timw fig 1  The screw is the heart of an injection molding process. Over the past several decades, screw design for the injection molding process has played a vital role in delivering high quality and value added plastics parts. That’s where the story begins.

The origins of Injection Moulding

In 1868, John Wesley Hyatt invented a way to make billiard balls by injecting celluloid into a mold, perhaps in response to a request by billiard ball maker Phelan and Collander. By 1872, John and his brother Isaiah Hyatt patented the injection molding machine. This paper will discuss the evolution of the use of barrier / mixing screw technology in the injection molding process for the plasticating (melting and mixing) of polymers from early plunger machines to today’s sophisticated injection molding equipment. Although John and his brother Isaiah Hyatt patented the injection molding machine that was primitive yet it was quite suitable for their purposes. It contained a plunger to inject the plastic into a mold through a heated cylinder.

While this injection molding machine used a plunger to melt the polymers and force the material into molds, feed screws were already being used to process rubber. However we had to wait until 1946, when James Hendry replaced Hyatt’s plunger in the first screw injection molding machine for the revolution that changed the plastics industry. Hendry’s machine used an auger placed inside the cylinder to mix and melt the polymer, before conveying it forward and injecting the polymer into the mold. Almost all today’s injection molding machines use this technique.

Early plunger presses had straight bore cylinders, which were filled with resin (Figure 1).

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Figure 1

Since plastics are very good insulators, it took an excessive amount of time to completely melt the resin in the center of the cylinder. There was thus a need to reduce the time needed to melt the resin in preparation for injection into the mold.

The first improvement on the plunger machine was the installation of a “torpedo” in the cylinder (Figure 2) that would fill some of the volume in the cylinder to reduce the amount of resin in the bore of cylinder, reducing the residence time of the resin. With this improvement, the plunger would then force the resin out near to the interior bore of the cylinder so that the amount of resin required to fill the mould could be heated much more quickly, reducing the cycle time of the molding machine.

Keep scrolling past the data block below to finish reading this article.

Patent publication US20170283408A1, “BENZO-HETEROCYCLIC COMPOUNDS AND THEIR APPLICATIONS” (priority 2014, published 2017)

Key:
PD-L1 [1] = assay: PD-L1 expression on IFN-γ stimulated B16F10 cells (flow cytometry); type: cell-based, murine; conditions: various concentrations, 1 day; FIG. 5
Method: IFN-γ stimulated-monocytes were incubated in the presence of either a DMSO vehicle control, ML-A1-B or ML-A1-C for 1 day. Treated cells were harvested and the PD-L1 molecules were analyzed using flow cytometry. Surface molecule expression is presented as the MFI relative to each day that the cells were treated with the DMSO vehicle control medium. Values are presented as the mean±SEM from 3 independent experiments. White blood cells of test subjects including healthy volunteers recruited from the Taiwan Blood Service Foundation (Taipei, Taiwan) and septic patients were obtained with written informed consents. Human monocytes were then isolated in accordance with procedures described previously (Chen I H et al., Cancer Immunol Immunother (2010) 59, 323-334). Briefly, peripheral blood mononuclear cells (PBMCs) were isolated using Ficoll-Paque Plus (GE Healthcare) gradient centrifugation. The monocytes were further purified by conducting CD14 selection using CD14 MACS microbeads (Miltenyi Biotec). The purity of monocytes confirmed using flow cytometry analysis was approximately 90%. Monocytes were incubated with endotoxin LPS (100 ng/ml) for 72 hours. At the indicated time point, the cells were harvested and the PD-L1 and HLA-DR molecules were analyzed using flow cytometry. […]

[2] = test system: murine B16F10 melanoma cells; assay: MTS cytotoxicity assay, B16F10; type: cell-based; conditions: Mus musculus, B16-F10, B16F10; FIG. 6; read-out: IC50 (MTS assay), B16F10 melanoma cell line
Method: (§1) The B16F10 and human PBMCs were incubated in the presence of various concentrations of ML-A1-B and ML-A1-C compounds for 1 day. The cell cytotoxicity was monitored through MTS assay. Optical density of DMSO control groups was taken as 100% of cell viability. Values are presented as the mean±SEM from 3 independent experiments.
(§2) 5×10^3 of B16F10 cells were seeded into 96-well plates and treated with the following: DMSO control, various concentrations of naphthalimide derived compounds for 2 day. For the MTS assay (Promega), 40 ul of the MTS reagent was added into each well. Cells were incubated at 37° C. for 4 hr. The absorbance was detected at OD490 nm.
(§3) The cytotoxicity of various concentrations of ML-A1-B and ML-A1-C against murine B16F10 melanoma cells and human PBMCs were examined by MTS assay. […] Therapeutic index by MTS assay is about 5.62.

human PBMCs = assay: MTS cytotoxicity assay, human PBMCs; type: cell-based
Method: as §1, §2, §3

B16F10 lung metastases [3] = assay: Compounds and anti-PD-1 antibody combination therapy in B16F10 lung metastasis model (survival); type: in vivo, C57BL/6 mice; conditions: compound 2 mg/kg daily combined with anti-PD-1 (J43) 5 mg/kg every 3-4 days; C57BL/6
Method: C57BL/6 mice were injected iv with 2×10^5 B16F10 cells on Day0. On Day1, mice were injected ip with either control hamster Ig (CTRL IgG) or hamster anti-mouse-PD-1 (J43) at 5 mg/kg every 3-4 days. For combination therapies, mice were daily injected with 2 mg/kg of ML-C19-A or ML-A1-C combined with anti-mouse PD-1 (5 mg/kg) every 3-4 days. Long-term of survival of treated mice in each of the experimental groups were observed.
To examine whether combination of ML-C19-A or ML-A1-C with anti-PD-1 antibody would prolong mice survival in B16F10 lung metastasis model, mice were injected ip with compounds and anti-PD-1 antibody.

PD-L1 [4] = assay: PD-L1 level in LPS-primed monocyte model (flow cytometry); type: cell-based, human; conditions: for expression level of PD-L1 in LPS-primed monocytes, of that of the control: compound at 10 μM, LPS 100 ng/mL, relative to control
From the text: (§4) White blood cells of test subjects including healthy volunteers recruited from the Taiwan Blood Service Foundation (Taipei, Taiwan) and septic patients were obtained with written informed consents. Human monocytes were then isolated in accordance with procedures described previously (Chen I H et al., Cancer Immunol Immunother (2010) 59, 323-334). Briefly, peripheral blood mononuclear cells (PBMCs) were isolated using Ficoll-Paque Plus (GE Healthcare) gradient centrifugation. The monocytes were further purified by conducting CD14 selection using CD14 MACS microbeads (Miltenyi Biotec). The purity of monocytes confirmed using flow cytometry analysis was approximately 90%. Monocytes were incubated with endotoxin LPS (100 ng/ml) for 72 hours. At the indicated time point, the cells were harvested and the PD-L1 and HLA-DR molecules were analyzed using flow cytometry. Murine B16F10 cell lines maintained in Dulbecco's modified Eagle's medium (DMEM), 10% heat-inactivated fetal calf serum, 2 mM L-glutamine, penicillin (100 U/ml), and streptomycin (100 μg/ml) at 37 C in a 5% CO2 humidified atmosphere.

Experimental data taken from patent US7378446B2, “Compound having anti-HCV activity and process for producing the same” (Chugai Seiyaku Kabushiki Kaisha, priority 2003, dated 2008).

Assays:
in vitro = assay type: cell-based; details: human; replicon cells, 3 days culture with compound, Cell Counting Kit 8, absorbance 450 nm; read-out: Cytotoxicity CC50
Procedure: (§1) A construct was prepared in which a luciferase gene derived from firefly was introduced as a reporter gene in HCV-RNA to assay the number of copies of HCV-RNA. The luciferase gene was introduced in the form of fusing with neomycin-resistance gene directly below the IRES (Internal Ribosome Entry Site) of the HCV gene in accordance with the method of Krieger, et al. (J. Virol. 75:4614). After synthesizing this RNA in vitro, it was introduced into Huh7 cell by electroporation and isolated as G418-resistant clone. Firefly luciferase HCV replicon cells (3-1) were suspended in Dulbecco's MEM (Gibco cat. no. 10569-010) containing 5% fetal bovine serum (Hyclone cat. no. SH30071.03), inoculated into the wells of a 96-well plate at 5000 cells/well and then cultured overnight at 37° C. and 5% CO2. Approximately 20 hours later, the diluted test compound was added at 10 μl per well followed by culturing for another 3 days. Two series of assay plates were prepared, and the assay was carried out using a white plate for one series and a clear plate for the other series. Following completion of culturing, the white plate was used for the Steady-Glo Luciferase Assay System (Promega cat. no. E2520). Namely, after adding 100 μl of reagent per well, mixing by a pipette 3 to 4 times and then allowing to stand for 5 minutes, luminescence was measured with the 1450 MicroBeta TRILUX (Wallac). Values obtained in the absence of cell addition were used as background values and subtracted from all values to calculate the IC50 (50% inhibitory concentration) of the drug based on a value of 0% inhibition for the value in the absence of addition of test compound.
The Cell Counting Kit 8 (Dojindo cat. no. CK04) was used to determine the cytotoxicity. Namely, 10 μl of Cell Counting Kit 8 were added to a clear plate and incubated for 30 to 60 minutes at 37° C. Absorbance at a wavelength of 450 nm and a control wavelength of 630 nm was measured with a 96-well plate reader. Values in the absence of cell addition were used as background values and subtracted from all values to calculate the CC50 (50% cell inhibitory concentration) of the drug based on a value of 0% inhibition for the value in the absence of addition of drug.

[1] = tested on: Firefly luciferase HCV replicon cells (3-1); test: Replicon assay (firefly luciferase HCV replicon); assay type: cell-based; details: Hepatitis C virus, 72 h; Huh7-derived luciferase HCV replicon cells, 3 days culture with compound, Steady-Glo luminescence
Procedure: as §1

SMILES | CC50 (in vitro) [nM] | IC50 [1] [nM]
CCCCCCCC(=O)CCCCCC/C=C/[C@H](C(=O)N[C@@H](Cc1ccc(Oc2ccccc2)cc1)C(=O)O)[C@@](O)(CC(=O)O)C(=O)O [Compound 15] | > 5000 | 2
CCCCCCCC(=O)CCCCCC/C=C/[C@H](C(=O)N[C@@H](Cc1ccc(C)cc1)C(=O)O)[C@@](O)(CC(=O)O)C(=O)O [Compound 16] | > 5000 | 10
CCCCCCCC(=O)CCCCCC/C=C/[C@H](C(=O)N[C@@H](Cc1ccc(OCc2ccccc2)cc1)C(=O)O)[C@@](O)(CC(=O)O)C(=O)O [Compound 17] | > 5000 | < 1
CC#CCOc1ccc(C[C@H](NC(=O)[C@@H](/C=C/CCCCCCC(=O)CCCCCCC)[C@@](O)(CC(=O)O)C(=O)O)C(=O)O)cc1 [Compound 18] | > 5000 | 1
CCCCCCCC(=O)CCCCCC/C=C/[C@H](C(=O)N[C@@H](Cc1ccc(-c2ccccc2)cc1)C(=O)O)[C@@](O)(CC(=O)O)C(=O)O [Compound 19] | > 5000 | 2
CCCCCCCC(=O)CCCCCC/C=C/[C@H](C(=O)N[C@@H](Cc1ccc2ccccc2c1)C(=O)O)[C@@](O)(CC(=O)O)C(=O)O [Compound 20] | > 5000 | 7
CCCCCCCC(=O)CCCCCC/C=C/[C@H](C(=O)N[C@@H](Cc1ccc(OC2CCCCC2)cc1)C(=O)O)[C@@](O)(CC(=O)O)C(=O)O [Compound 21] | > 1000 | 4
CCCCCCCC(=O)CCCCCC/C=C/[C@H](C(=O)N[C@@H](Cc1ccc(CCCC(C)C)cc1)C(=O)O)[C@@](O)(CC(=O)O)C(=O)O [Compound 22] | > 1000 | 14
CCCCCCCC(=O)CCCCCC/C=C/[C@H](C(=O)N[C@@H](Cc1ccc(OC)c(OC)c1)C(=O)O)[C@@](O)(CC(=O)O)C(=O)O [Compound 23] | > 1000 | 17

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Figure 2

One of the benefits of the plunger type molding machines was the capability of producing parts which had a “mottling” effect in the end products as shown in Figure 3.

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Figure 3

The mottling of parts is easily obtained with a plunger machine and is used to produce interesting looking products such as eyeglass frames, compacts, and fashion accessories. The only downside of this mottling effect is that the pattern is not repeatable and each part is unique.

Similar effects are very difficult to obtain with today’s injection molding machines because screw rotation causes mixing.. As a result some companies still continue to use plunger molding machines to produce parts with this unique mottling effect in the part.

What were the Next steps?

James W. Hendry’s early extrusion machines (Figure 4) used a rotating screw to convey and melt the plastic. The screw conveyed, melted, and pumped the plastic into a plunged or shooting pot which, in turn, filled the mold. This process improved mixing of the processed resins and gave much higher production rates.

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Figure 4

The next step was the reciprocating screw, generally regarded as having been developed in the U.S., William Willert at Egan Machinery in 1952 and patented in 1956 (Figure 5).

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Figure 5

Some credit Hans Beck of BAST in Germany with inventing the first reciprocating-screw machine in 1943. He also filed for a patent but reciprocating-screw molding machines were not commercialized in Europe or the U.S. until a decade later.

How do we describe a Screw?

The reason for going through the history of injection molding is to understand the common nomenclature that is used in describing the various parts of the screw itself (Figure 6)

 

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Figure 6

 

As shown in Figure 6, the L/D ratio of a screw is the flighted length divided by the nominal screw diameter, so for example, on a 40mm screw, if the flighted length was 640mm long then the screw L/D would have been a 16:1 L/D screw.

Almost all early injection machines had only 16:1 L/D injection units installed on them. Also, most of the early injection units on these machines had a 4:1 L/D injection stroke or reciprocation for filling the mold. As shown in Figure 7, the feed section is effectively shortened by the reciprocation screw as it accumulate enough molten polymer to fill the mold, In the example of a 16:1 L/D screw, if a full shot of 4 L/D is required then the actual plasticating length of the screw is only 12:1 L/D.

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Figure 7


As engineers began to understand how the reciprocation stroke of the injection unit affected the performance of the early injection screws, they resolved the problem associated with conveying solids by using screw design technology that had been developed for extrusion screws.